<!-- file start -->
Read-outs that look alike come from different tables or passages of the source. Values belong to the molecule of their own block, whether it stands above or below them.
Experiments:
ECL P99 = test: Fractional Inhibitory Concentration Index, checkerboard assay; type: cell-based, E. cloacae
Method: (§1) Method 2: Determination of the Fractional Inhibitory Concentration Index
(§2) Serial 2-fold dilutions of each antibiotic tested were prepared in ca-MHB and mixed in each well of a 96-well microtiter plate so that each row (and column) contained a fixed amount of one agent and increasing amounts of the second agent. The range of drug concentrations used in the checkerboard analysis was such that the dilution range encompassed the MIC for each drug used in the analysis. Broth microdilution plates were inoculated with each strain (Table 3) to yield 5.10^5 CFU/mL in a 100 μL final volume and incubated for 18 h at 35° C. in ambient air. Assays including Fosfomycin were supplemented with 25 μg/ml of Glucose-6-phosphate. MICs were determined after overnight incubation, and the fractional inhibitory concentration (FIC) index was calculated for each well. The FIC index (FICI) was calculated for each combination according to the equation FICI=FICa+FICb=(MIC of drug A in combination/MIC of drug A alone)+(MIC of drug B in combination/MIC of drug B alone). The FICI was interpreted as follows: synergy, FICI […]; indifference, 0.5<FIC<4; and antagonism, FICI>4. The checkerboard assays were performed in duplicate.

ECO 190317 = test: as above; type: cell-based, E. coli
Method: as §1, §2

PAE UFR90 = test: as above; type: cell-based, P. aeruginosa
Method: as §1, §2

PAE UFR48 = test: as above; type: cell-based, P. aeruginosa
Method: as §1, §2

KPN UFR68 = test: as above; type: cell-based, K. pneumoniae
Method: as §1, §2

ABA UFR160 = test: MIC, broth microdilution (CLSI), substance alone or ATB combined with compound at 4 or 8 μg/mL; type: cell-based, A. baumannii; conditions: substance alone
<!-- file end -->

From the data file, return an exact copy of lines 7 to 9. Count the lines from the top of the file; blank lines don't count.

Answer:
Method: as §1, §2

PAE UFR90 = test: as above; type: cell-based, P. aeruginosa
Method: as §1, §2